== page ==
Written Response #2

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In  Demagoguery and Democracy, Patricia Roberts-Miller claims that in a demagogic situation one always remains central to their beliefs; In other words what one identifies with will influence their perception of information they believe is the truth. Roberts-Millers states that one will always reside with their identity even when exposed to different perspectives. She says, “Demagoguery is about identity. It says that complicated policy issues can be reduced to a binary of us (good) versus them (bad). It says that good people recognize there is a bad situation and bad people don’t; therefore, to determine what policy agenda is the best, it says we should think entirely in terms of who is like us and who isn’t” (8). Roberts-Millers is implying that we abide only by the information that is in favor of our perspective and deem it as “good”, and information that is not in our favor is deemed incorrect or “bad.” She is claiming that one’s perception of the truth can not be altered because they will always believe that the opposing side is inaccurate or incorrect.This is an implication that we are subconsciously stubborn and will always remain close-minded no matter how many perspectives we are exposed to. With her perspective of the ‘truth,’ one might question – can your opinion or your mindset be altered even if you have a ‘hardened’ or an already shaped bias? Is it impossible to have your perception of the truth altered or will it remain consistent throughout your lifetime?

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Identity, Atlantic author Julie Beck agrees, does play a role in one’s perception of the truth. In “This Article won’t Change your Mind,” Beck claims that one’s perception of the truth depends on their surroundings and the way they think. Beck mentions a case study about a former yoga group member, Daniel Shaw, and his blindness to the abusive allegations set out about the yoga group. Because he was apart of that group, he did not believe in the allegations – He strictly believed in the purity of the group. Beck stated that, “People have always been tribal and have always believed things that aren’t true.” Aforementioned, Shaw’s cling to this group is what caused him to believe the fallacy of these allegations. The members of the group having similar mindsets also contributed to his way of thinking. Beck does state that identity does play a role in one’s perception of the truth like Roose, but Beck also mentions the idea of group-thinking playing a role in one’s perception of the truth as well. Your surroundings influence the way you think. If you are apart of a group that thinks the same way as you (like Shaw), you will continue to have the same mindset, however if you surround yourself with people that have different mindsets or ways of thinking then you will be more likely to change your ways of thinking. Beck uses a real life example of how one’s mindset can be changed by their surroundings. As opposed to what Roberts-Millers was saying, Beck is saying that being exposed to varying perspectives can potentially lead to shifts in how we perceive the truth or our biases.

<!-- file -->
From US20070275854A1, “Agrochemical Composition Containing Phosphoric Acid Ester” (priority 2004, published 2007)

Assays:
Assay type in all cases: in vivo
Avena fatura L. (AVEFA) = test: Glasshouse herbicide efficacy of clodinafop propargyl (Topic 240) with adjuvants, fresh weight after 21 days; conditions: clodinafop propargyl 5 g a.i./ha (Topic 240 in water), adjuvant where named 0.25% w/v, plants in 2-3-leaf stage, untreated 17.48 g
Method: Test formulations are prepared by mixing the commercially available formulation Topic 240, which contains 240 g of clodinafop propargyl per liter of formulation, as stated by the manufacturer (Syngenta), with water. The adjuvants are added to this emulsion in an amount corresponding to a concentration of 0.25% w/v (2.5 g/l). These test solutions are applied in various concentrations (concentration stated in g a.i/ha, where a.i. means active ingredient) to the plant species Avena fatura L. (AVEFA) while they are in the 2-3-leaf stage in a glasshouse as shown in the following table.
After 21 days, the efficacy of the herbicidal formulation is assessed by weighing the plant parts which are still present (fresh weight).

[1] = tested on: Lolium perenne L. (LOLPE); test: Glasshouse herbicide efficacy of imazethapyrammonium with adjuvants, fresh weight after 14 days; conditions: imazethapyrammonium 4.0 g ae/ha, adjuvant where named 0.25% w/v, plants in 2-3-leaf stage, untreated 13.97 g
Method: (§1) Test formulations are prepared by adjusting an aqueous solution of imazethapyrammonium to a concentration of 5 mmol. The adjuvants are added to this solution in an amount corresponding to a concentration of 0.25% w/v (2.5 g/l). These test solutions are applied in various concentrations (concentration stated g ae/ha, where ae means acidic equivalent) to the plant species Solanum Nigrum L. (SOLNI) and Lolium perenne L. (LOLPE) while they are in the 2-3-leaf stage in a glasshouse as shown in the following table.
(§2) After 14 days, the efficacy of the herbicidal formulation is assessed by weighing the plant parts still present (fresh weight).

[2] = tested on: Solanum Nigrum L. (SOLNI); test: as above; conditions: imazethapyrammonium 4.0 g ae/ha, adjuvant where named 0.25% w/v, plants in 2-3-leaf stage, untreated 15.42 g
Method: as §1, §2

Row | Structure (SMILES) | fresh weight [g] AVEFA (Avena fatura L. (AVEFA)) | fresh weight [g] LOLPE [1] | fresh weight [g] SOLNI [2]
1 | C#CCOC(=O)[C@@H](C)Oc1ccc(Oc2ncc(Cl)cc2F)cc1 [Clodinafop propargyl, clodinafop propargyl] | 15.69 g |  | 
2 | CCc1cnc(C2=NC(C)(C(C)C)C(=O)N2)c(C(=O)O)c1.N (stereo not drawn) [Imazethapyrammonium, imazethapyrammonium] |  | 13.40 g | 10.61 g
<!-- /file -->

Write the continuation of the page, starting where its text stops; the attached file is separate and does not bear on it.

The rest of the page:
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Similar to Beck, journalist Kevin Roose led a case study about how one’s perception of the truth had been altered through the virtual world in “The Making of a Youtube Radical.” Roose mentioned a young man named Caleb Cain who — like many teenagers and millenials—  dedicated the majority of his time on social media, especially on YouTube. Cain was originally a liberal, but because of YouTube he had become a supporter of the far right of the political spectrum for a period of time in his life. Roose stated that, “To Mr. Cain, all of this felt like forbidden knowledge — as if, just by watching some YouTube videos, he had been let into an exclusive club.”The information being fed to Cain by the YouTube videos about the conservatives seemed very engaging to Cain because he had never been exposed to such information or thought of certain things in a different light. He felt as if he was apart of a special group that touched upon topics that he had not acknowledged before, like advocacy of men’s rights. The YouTubers that created these videos spoke about certain political topics in the point of view of a rightist in a very cunning and relatable way. With the help of YouTube’s algorithm and Cain’s resonation with the life story of a YouTuber, Stefan Molyneux, he continued to watch more videos that pertained to the right wing of politics. “Red-pilling,” the idea of shifting one’s political view to the conservative side, occurred in Cain’s case through YouTube’s algorithm. Both Rooses’ and Becks’ case studies suggests that one’s perception can be altered in many different ways. Cain had his political stance shifted through technology and Shaw had a change in mind through group-thinking. Robert-Millers’ claim does not stand as strong once juxtaposed with Rooses’ and Becks’ case studies.

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